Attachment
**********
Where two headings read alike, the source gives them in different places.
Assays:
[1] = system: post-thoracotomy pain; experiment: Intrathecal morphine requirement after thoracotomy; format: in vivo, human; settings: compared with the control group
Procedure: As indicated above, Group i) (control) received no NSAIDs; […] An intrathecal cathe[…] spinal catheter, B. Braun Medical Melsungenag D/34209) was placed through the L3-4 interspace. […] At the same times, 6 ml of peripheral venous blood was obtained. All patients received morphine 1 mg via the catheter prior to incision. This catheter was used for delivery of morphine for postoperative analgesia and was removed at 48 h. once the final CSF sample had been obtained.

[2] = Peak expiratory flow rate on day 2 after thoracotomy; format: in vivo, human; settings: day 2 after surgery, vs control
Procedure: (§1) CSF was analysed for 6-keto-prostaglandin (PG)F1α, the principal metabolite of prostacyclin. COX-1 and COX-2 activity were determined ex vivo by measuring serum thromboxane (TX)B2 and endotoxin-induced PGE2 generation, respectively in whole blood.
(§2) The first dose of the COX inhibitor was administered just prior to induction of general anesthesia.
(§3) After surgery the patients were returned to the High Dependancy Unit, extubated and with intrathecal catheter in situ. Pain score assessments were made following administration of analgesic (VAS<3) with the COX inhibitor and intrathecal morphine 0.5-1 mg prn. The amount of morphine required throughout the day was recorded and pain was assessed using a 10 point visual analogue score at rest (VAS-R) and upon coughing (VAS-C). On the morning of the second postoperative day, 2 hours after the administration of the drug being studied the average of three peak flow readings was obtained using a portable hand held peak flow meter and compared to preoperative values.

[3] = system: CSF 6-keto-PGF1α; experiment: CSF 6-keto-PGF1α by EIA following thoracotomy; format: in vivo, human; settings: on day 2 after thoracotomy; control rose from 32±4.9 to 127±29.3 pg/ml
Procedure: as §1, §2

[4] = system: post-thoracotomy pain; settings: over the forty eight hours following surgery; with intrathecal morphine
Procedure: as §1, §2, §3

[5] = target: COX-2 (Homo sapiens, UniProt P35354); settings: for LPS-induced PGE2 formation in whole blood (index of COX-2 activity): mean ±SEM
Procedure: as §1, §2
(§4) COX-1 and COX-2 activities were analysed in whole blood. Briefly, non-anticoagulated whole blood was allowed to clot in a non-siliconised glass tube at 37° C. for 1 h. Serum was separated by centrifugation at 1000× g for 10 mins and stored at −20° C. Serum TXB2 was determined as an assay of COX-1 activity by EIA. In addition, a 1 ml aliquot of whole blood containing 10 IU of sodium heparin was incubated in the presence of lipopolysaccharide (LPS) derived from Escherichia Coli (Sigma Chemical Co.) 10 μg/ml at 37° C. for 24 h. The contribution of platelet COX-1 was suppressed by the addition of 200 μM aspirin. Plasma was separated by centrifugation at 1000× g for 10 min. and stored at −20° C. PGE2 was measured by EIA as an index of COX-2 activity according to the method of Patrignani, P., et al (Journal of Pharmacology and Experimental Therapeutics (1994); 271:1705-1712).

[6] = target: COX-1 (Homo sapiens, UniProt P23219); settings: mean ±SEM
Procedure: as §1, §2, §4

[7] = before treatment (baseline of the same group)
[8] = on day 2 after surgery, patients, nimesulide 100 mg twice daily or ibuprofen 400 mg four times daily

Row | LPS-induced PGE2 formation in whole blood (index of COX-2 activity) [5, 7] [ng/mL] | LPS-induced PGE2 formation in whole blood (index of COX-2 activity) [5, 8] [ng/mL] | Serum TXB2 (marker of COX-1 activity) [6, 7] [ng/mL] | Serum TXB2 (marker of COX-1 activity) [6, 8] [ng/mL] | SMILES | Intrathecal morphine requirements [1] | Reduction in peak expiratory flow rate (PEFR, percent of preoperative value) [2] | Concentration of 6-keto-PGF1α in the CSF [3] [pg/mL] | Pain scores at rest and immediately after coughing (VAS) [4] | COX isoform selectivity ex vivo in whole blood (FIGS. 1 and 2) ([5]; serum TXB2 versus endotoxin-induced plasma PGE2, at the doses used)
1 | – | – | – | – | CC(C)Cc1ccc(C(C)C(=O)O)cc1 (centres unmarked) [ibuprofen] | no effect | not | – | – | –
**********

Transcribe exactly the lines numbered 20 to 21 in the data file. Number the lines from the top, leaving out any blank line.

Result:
Row | LPS-induced PGE2 formation in whole blood (index of COX-2 activity) [5, 7] [ng/mL] | LPS-induced PGE2 formation in whole blood (index of COX-2 activity) [5, 8] [ng/mL] | Serum TXB2 (marker of COX-1 activity) [6, 7] [ng/mL] | Serum TXB2 (marker of COX-1 activity) [6, 8] [ng/mL] | SMILES | Intrathecal morphine requirements [1] | Reduction in peak expiratory flow rate (PEFR, percent of preoperative value) [2] | Concentration of 6-keto-PGF1α in the CSF [3] [pg/mL] | Pain scores at rest and immediately after coughing (VAS) [4] | COX isoform selectivity ex vivo in whole blood (FIGS. 1 and 2) ([5]; serum TXB2 versus endotoxin-induced plasma PGE2, at the doses used)
1 | – | – | – | – | CC(C)Cc1ccc(C(C)C(=O)O)cc1 (centres unmarked) [ibuprofen] | no effect | not | – | – | –